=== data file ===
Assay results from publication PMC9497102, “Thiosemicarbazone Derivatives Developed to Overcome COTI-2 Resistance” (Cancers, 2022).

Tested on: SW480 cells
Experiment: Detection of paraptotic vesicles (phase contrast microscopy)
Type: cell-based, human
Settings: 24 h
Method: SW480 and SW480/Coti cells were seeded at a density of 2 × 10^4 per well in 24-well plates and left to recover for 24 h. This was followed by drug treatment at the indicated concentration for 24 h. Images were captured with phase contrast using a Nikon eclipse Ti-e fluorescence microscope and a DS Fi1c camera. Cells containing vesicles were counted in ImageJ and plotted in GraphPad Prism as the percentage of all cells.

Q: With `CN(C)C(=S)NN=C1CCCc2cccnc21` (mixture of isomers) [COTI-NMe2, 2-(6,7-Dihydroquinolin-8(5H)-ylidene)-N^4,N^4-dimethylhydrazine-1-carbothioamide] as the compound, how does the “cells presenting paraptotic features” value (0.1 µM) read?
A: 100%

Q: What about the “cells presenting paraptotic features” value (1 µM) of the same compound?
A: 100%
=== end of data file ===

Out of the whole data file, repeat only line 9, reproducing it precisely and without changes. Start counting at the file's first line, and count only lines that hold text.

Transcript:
Q: What about the “cells presenting paraptotic features” value (1 µM) of the same compound?